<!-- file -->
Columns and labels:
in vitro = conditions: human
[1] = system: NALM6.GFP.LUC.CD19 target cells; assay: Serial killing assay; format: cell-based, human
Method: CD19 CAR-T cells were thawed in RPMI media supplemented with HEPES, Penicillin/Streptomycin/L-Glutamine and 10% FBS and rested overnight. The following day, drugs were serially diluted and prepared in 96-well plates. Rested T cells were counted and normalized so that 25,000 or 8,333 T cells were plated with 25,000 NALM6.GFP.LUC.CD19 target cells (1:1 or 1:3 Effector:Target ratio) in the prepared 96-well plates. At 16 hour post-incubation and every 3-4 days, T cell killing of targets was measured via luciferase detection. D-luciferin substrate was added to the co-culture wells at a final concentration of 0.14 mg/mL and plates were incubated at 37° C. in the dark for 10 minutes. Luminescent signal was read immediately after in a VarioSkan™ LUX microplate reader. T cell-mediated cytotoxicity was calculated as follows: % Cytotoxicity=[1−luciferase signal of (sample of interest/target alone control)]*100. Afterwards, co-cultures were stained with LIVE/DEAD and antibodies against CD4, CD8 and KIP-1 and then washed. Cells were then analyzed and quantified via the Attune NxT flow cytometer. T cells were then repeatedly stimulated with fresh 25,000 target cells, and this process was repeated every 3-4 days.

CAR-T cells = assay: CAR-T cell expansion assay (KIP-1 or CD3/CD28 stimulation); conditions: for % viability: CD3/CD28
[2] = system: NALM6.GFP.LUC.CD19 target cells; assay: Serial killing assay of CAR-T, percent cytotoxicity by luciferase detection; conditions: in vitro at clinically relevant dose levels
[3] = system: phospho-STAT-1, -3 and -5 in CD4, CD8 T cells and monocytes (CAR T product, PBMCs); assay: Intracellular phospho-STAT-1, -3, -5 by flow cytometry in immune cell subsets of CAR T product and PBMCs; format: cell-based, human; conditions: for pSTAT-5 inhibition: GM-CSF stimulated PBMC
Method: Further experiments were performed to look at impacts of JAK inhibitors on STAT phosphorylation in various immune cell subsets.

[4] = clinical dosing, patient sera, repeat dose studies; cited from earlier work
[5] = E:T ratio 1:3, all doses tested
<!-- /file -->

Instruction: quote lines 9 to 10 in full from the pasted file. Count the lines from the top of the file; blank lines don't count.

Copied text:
[4] = clinical dosing, patient sera, repeat dose studies; cited from earlier work
[5] = E:T ratio 1:3, all doses tested